A walk up Llanmadoc Hill
A walk up Llanmadoc Hill.
The second highest point on Gower, Llanmadoc Hill is a great place to spend an afternoon. At 186 metres it has wonderful views across North and West Gower with the sand dunes and pine forest of the NT nature reserve of Cwm Ivy and Whitford Burrows forming a spit of land which juts out into the Loughor estuary below. To the West of this landmark is Broughton Bay and to the East the salt marsh at Llanrhidian, where the soft ground is cut through with veins of water, which from a distance gives the striking appearance of craquelure in paint.
On clear days you can see over the Estuary to the Pembrey Country park in Llanelli and across the sea to Pembrokeshire with Caldey island in the foreground. Bird watchers will enjoy this walk as the area is known for linnets, lapwings, curlews and skylarks.
An Iron Age hill fort called the Bulwark lies near the summit of the hill, recognisable from the circular ditches and ridges running like contour lines around the slopes. The warriors in the Bulwark were in conflict with the occupants of a fort at nearby Hardings Down on the common towards Llangenith.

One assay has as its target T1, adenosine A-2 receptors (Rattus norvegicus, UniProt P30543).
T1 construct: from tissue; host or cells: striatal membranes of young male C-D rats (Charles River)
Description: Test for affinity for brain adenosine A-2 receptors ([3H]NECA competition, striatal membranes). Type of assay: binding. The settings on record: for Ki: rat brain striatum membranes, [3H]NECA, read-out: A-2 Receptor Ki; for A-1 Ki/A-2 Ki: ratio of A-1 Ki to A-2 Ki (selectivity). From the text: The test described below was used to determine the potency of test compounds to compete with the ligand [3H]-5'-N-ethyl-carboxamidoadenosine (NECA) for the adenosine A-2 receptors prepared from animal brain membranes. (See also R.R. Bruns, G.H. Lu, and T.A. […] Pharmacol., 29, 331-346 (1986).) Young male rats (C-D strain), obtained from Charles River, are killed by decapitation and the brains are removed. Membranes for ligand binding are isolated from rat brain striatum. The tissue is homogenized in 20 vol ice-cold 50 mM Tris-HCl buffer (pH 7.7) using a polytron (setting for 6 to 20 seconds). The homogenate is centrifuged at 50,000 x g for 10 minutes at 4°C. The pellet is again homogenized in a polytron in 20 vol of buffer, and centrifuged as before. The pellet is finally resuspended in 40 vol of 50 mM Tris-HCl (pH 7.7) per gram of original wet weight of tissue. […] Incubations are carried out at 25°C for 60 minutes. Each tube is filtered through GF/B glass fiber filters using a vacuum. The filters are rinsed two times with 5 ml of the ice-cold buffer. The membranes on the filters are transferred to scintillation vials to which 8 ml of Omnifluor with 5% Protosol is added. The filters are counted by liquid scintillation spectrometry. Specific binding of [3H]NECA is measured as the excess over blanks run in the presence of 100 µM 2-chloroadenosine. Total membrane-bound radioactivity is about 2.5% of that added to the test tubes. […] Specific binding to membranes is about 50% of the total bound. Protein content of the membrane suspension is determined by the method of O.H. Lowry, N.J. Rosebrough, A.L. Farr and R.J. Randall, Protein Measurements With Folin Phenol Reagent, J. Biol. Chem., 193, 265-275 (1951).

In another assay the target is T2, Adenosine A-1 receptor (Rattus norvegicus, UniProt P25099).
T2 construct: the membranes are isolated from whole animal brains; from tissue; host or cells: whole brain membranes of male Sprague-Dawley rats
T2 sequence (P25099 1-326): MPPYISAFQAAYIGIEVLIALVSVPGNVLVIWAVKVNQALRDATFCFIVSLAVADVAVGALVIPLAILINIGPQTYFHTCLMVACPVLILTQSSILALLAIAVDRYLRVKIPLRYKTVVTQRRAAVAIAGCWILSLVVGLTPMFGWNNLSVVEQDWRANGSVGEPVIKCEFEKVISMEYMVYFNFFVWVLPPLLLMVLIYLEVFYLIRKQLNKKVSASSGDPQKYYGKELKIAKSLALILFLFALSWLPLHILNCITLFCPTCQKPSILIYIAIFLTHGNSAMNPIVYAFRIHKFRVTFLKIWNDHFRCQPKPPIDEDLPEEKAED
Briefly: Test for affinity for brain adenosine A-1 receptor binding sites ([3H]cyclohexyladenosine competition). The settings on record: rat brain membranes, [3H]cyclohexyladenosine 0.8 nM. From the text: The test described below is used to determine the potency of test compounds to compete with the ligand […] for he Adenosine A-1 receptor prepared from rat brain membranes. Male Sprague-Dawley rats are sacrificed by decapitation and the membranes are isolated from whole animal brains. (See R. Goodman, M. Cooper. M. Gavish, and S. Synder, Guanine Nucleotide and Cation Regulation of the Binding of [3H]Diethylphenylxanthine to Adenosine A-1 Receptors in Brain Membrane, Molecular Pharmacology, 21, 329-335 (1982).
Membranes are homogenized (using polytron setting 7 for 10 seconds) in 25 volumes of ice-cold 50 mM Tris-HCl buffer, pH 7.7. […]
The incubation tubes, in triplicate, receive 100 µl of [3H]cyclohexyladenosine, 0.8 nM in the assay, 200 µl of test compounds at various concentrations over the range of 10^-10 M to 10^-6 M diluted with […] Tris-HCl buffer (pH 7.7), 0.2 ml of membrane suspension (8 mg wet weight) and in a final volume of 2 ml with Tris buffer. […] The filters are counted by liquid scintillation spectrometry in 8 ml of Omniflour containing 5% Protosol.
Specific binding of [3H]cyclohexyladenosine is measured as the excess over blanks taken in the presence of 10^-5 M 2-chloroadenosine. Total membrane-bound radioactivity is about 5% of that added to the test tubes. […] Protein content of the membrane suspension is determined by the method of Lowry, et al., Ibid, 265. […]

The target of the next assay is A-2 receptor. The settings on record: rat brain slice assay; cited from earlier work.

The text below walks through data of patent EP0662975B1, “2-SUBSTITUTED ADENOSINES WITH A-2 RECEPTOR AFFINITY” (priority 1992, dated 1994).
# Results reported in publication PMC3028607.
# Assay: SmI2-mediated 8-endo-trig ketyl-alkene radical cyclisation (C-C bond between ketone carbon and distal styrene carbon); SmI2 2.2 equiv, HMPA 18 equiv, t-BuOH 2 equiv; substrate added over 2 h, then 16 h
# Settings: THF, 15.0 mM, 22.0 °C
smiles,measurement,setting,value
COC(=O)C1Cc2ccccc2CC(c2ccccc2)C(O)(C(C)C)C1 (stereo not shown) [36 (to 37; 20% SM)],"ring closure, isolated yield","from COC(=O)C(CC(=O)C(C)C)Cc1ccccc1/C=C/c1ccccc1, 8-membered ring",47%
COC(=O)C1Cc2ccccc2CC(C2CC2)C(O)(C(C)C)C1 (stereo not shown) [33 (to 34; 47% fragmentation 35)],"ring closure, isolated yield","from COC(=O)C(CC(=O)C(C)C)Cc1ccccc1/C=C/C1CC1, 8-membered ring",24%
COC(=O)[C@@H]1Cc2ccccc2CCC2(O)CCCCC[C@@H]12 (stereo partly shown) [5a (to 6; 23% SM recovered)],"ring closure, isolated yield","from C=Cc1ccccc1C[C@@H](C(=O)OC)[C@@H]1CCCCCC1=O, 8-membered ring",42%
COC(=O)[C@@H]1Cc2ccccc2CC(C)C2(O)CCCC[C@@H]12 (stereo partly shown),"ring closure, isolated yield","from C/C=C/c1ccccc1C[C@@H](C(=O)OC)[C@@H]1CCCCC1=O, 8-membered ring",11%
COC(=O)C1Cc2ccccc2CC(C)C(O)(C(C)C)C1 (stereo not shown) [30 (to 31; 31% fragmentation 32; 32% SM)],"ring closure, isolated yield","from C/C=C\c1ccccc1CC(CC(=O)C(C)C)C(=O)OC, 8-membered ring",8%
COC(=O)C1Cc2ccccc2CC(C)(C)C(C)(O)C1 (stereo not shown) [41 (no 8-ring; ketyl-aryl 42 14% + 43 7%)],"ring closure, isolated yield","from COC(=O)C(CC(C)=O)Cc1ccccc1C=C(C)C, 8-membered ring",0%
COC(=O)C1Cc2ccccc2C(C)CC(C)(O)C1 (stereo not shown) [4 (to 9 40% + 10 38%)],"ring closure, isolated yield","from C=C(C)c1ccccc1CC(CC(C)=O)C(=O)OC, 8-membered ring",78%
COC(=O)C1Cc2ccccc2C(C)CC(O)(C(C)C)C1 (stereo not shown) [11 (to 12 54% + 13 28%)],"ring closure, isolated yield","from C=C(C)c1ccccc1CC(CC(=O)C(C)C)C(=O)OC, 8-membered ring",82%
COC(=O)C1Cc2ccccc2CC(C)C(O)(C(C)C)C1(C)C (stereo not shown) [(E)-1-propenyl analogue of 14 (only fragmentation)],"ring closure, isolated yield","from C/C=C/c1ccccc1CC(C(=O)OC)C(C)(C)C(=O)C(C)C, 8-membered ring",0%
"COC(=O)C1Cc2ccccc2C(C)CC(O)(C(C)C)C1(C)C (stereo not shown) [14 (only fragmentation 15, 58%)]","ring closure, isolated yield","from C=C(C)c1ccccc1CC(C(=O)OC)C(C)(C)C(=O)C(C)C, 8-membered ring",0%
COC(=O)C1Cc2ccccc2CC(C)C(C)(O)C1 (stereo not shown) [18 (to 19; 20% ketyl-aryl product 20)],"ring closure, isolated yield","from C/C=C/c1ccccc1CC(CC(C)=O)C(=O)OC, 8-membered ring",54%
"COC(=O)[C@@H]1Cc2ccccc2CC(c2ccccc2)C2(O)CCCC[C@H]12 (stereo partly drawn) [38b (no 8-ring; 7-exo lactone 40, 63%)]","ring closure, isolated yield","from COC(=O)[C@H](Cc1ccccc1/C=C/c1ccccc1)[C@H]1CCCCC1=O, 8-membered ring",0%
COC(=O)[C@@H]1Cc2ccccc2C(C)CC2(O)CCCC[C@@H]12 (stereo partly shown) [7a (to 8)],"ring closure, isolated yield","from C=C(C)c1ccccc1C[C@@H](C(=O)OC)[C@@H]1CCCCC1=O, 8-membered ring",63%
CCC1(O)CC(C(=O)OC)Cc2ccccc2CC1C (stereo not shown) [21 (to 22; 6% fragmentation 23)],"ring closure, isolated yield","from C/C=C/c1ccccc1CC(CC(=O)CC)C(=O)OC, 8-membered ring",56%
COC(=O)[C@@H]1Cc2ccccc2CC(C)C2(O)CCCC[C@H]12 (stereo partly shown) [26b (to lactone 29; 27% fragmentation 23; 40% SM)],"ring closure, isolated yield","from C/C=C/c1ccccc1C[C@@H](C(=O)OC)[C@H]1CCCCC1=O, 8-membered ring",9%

Carrying on walking to the west of the Bulwark and you reach a cairn and then a triangulation point where you can look out towards Rhosilli and Llangenith Sands and the must be seen Worms Head. This is a very rewarding walk which we did with two young children who admittedly are good walkers. They slept very well that night. Our walk was inspired by the Gower Commons Initiative walks leaflets available to download off their website. http://www.gowercommons.org.uk We set off and retraced our steps to Llanmadoc Green in the village of the same name, but you can carry on to the Kings Head pub in the village of Llangennith detailed on the ‘Llanmadoc Hill’ leaflet or you can do a circular walk following the ‘Hardings Down and Ryers Down’ walk leaflet.
According to the Gower Common Initiative almost half of the total land area of the Gower Peninsula is common land open to all for recreation and for grazing any sheep you may be bringing on holiday with you. This makes Gower a brilliant area for walkers free to roam without the worry of ‘get off my land’ moments. Added to this the National Trust owns 5,500 acres of Gower and they are also a good source of information and walks.